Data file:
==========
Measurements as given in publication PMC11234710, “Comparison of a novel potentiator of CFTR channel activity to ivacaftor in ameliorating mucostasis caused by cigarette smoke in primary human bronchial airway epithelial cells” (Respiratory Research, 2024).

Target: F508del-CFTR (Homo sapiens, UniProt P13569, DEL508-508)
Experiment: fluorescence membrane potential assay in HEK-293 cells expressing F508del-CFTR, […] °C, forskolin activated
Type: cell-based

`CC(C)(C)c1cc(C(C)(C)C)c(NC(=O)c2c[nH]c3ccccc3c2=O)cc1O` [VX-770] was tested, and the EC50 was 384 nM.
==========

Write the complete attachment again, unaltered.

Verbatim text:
Measurements as given in publication PMC11234710, “Comparison of a novel potentiator of CFTR channel activity to ivacaftor in ameliorating mucostasis caused by cigarette smoke in primary human bronchial airway epithelial cells” (Respiratory Research, 2024).

Target: F508del-CFTR (Homo sapiens, UniProt P13569, DEL508-508)
Experiment: fluorescence membrane potential assay in HEK-293 cells expressing F508del-CFTR, […] °C, forskolin activated
Type: cell-based

`CC(C)(C)c1cc(C(C)(C)C)c(NC(=O)c2c[nH]c3ccccc3c2=O)cc1O` [VX-770] was tested, and the EC50 was 384 nM.